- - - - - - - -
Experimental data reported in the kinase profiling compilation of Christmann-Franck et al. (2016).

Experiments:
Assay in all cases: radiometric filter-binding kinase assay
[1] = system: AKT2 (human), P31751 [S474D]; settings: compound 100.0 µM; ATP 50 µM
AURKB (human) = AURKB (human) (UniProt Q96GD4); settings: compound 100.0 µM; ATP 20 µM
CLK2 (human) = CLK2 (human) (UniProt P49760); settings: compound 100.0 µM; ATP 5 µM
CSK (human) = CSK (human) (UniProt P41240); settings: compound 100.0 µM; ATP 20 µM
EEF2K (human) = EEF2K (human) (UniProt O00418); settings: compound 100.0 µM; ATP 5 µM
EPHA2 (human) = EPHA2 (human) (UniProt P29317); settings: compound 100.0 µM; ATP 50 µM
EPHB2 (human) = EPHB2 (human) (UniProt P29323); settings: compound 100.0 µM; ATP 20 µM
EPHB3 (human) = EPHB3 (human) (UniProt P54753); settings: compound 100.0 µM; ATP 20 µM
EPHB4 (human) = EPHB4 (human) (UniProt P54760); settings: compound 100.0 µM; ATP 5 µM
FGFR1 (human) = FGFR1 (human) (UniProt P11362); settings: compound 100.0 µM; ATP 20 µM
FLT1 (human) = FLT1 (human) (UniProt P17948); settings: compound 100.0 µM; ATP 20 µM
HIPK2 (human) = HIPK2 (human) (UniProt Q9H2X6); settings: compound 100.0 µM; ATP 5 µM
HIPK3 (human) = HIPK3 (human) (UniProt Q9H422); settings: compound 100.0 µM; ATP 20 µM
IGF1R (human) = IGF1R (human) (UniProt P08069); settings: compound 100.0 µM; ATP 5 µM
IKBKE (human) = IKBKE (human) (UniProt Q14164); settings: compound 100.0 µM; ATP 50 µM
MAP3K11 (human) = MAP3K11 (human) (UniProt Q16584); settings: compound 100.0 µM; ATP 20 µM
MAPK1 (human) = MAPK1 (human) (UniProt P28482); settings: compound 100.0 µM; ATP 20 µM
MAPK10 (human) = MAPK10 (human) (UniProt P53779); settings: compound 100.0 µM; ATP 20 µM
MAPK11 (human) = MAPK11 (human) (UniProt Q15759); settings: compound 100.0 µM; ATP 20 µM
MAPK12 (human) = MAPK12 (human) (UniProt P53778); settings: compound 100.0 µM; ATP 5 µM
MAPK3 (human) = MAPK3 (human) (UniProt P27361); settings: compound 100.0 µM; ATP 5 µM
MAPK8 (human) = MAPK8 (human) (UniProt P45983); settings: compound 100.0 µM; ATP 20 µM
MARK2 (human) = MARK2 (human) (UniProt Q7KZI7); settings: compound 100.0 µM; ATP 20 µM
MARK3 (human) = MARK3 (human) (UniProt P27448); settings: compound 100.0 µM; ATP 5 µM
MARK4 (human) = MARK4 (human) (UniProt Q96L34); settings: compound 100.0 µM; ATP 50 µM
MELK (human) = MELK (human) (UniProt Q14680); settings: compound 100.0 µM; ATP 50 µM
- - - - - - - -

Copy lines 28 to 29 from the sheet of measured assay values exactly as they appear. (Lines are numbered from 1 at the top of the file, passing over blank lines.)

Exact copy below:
MARK4 (human) = MARK4 (human) (UniProt Q96L34); settings: compound 100.0 µM; ATP 50 µM
MELK (human) = MELK (human) (UniProt Q14680); settings: compound 100.0 µM; ATP 50 µM